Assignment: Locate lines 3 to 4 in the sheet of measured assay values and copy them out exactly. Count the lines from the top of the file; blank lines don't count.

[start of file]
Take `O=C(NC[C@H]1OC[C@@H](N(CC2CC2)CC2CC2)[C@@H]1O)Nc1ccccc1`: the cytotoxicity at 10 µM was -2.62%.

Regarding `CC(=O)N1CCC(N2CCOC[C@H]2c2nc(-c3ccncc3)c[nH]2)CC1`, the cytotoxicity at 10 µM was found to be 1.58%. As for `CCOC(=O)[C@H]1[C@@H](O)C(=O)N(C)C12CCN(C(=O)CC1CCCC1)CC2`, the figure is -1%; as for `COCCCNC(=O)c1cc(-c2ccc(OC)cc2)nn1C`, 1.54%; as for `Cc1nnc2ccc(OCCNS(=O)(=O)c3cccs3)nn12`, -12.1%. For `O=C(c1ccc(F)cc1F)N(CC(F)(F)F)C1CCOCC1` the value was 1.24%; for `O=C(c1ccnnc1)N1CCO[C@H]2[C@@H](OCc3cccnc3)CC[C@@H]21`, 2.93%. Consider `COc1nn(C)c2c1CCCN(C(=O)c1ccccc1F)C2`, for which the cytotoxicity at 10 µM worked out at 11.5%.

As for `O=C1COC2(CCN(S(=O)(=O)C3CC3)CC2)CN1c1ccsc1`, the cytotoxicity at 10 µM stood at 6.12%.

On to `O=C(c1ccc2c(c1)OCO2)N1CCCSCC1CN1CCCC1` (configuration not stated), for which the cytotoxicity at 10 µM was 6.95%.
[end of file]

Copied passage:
As for `O=C1COC2(CCN(S(=O)(=O)C3CC3)CC2)CN1c1ccsc1`, the cytotoxicity at 10 µM stood at 6.12%.

On to `O=C(c1ccc2c(c1)OCO2)N1CCCSCC1CN1CCCC1` (configuration not stated), for which the cytotoxicity at 10 µM was 6.95%.